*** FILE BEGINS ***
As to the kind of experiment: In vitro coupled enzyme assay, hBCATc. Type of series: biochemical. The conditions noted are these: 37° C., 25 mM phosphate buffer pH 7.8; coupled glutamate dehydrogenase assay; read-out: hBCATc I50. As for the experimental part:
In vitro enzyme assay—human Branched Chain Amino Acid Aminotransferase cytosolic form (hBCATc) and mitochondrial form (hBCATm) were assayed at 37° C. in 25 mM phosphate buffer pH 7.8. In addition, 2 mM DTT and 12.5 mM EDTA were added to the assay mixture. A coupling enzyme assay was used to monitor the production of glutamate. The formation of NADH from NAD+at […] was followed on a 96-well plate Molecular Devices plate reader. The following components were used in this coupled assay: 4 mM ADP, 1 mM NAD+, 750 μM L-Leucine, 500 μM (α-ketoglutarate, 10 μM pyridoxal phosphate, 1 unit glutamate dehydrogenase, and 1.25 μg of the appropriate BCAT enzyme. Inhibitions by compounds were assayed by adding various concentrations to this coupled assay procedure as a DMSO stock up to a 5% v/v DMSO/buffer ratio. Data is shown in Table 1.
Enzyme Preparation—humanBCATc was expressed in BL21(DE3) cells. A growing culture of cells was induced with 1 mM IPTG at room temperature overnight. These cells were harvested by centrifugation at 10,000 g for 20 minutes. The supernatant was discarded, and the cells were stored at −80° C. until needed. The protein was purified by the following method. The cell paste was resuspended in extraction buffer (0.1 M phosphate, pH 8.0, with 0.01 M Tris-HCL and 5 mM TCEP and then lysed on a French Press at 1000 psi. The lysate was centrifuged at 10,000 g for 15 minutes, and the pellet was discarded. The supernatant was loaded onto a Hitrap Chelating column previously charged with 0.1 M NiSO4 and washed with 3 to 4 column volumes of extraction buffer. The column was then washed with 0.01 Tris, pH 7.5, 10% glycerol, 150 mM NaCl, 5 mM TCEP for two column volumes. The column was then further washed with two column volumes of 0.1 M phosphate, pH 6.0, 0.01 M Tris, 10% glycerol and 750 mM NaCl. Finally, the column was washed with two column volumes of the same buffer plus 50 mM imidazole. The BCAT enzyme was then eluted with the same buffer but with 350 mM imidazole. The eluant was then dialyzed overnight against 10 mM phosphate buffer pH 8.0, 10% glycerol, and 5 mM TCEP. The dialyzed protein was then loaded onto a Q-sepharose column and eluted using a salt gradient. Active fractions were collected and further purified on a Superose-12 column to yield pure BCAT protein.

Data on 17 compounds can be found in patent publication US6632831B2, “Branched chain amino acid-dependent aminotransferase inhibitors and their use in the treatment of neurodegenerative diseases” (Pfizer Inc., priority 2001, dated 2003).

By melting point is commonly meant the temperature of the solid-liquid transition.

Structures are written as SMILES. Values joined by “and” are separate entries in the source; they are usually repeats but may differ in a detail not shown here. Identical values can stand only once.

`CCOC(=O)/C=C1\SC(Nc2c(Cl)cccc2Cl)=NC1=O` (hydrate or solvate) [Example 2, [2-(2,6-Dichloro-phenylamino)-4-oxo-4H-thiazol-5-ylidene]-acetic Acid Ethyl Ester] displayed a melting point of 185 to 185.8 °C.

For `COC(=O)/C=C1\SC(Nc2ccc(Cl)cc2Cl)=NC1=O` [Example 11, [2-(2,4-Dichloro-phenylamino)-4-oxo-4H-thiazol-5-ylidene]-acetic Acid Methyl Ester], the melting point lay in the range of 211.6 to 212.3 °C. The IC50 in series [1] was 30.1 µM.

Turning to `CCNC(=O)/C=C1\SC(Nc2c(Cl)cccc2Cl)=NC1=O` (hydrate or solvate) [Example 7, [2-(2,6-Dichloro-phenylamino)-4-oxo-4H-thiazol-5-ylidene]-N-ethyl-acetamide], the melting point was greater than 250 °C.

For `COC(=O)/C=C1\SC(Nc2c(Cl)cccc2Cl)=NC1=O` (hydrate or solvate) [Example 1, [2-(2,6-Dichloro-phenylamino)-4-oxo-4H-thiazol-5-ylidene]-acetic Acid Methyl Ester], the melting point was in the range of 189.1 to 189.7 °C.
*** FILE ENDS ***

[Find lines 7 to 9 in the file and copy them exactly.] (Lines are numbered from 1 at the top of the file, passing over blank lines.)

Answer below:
`CCOC(=O)/C=C1\SC(Nc2c(Cl)cccc2Cl)=NC1=O` (hydrate or solvate) [Example 2, [2-(2,6-Dichloro-phenylamino)-4-oxo-4H-thiazol-5-ylidene]-acetic Acid Ethyl Ester] displayed a melting point of 185 to 185.8 °C.

For `COC(=O)/C=C1\SC(Nc2ccc(Cl)cc2Cl)=NC1=O` [Example 11, [2-(2,4-Dichloro-phenylamino)-4-oxo-4H-thiazol-5-ylidene]-acetic Acid Methyl Ester], the melting point lay in the range of 211.6 to 212.3 °C. The IC50 in series [1] was 30.1 µM.

Turning to `CCNC(=O)/C=C1\SC(Nc2c(Cl)cccc2Cl)=NC1=O` (hydrate or solvate) [Example 7, [2-(2,6-Dichloro-phenylamino)-4-oxo-4H-thiazol-5-ylidene]-N-ethyl-acetamide], the melting point was greater than 250 °C.